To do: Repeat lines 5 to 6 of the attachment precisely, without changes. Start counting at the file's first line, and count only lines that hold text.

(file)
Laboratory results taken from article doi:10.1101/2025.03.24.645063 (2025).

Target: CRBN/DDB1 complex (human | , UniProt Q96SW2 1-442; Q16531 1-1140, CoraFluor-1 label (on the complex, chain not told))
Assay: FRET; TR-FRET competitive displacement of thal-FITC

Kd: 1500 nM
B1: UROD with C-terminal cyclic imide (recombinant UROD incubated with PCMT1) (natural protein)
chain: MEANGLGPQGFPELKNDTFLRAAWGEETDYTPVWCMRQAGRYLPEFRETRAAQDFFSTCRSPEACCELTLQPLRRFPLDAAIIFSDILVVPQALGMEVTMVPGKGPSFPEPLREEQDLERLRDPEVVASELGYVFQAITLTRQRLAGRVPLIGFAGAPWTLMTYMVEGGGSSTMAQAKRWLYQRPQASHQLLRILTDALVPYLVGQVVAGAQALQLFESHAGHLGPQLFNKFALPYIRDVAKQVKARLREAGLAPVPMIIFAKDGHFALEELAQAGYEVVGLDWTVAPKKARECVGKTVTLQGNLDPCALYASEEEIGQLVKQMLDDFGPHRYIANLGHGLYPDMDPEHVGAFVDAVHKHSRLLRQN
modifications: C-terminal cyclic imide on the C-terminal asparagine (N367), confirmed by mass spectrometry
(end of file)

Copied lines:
B1: UROD with C-terminal cyclic imide (recombinant UROD incubated with PCMT1) (natural protein)
chain: MEANGLGPQGFPELKNDTFLRAAWGEETDYTPVWCMRQAGRYLPEFRETRAAQDFFSTCRSPEACCELTLQPLRRFPLDAAIIFSDILVVPQALGMEVTMVPGKGPSFPEPLREEQDLERLRDPEVVASELGYVFQAITLTRQRLAGRVPLIGFAGAPWTLMTYMVEGGGSSTMAQAKRWLYQRPQASHQLLRILTDALVPYLVGQVVAGAQALQLFESHAGHLGPQLFNKFALPYIRDVAKQVKARLREAGLAPVPMIIFAKDGHFALEELAQAGYEVVGLDWTVAPKKARECVGKTVTLQGNLDPCALYASEEEIGQLVKQMLDDFGPHRYIANLGHGLYPDMDPEHVGAFVDAVHKHSRLLRQN